Have you shredded your shorts, thrown your bathing suit in the dumpster? If you haven’t already done so, I bet you are seriously considering it.
Along with all the other issues we face as perimenopausal, menopausal, or post-menopausal women, nothing is more apparent to others — or our mirrors — than the advancement of cellulite due to low estrogen levels.
The lack of estrogen affects skin connective tissue by decreasing production of collagen and elastic fibers. Cellulite occurs when the septae tighten. Septae, in this case, are thick bands of collagen that connect skin to muscle and hold back subcutaneous fat in the dermis, which is tissue below the epidermis (skin). When these bands tighten, they pull the skin, causing the underlying fat cells to rise. This creates a dimpling effect. Think cottage cheese!
Cellulite is more common in women than in men (well, of course) due to the shape of the collagen bands. Female collagen bands are honey-combed; male bands are crossed or horizontal. And cellulite is more common in women’s thighs because that’s where fat is stored (among other places!).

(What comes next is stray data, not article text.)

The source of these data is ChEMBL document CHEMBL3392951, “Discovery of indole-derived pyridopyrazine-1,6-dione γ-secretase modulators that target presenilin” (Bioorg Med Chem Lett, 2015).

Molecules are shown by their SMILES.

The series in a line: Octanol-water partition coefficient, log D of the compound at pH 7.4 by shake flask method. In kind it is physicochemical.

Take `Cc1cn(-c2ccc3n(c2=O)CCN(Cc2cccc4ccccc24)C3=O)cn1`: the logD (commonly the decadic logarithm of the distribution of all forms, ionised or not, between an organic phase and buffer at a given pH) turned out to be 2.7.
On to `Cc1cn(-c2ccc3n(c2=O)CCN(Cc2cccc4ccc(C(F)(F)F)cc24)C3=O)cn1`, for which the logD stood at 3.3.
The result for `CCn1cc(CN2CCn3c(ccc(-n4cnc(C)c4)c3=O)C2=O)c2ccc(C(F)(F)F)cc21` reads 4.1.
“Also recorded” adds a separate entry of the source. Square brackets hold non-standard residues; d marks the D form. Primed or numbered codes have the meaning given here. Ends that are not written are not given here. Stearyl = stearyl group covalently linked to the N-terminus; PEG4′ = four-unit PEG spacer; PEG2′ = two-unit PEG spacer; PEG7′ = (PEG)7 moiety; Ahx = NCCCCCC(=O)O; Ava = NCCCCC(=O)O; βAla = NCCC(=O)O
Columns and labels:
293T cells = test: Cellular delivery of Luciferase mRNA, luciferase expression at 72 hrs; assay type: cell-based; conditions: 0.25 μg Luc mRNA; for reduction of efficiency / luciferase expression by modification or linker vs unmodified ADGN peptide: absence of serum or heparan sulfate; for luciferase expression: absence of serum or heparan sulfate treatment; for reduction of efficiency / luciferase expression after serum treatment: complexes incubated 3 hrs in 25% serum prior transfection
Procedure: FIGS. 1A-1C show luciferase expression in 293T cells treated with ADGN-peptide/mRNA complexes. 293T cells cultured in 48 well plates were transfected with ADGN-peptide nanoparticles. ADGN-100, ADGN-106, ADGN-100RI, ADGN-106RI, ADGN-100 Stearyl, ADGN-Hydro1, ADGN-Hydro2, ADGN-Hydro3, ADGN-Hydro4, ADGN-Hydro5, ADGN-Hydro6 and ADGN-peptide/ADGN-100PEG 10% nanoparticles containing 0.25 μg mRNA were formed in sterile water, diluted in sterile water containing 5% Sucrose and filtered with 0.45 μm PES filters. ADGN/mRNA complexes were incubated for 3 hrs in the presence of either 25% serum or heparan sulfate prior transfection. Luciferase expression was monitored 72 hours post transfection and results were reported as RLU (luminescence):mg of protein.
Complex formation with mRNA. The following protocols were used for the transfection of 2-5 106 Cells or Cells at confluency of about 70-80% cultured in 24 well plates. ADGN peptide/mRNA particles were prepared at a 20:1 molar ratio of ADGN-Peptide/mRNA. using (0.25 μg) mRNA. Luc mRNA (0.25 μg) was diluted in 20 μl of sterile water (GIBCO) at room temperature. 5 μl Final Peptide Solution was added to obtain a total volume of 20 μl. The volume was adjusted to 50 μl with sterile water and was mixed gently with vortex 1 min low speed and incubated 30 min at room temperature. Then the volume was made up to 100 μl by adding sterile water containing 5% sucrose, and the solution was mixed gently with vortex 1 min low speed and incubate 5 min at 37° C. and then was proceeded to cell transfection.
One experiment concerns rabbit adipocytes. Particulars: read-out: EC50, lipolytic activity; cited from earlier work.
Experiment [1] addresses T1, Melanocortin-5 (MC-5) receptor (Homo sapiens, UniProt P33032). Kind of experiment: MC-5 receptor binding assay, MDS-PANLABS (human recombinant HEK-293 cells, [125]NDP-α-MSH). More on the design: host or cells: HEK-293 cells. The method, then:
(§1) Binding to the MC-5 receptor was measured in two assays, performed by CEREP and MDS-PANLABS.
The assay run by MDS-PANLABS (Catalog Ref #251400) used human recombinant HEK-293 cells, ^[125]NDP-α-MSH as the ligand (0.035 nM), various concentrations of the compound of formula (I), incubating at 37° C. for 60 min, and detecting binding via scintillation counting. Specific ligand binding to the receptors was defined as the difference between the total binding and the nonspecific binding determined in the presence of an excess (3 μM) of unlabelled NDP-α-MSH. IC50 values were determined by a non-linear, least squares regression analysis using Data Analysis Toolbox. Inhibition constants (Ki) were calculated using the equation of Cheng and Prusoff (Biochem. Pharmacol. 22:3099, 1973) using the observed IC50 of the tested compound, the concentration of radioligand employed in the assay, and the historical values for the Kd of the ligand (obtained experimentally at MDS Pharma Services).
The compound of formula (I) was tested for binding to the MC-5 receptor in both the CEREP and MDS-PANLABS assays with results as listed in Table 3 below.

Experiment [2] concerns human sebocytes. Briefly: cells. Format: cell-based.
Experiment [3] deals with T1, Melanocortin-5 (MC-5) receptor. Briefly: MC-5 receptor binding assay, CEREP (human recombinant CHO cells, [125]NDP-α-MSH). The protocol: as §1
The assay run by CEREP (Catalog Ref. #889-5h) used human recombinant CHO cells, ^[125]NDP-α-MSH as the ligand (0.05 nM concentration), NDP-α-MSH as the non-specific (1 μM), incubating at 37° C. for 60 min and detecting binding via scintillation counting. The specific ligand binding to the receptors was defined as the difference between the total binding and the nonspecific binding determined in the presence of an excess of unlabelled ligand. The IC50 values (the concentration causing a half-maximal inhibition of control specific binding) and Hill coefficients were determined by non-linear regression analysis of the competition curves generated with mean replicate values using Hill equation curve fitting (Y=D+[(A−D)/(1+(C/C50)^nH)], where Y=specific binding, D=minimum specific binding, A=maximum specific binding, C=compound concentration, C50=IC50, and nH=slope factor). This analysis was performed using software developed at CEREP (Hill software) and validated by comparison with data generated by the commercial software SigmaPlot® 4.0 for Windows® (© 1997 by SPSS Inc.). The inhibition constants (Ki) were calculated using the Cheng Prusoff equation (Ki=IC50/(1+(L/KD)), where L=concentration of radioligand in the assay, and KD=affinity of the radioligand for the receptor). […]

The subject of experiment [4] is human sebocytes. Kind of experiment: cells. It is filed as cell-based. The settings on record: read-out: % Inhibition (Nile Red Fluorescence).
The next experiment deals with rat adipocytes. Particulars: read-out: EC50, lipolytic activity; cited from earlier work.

Though not possible to completely eliminate cellulite, there are things that you can do to reduce its appearance:
- Stay hydrated. Skin cells need water to function and water helps maintain a skin’s plump look.
- Maintain a healthy weight. (I know. This is a constant battle.) Fat tissue increases cellulite.
- Creams or lotions may reduce the appearance of cellulite, though they are not a remedy. Discuss with your dermatologist.
- Certain supplements may help, though the research on this is minimal. Again, talk with your doctor.
- Exercise in order to promote the burning of excess fat. Good, low-impact exercises include swimming, walking, and cycling.
- Try strength training that targets thighs and glutes.
And, as I have suggested in my other posts, mirrors are hazardous to your wellbeing so throw out as many as possible — along with the shorts and bathing suits.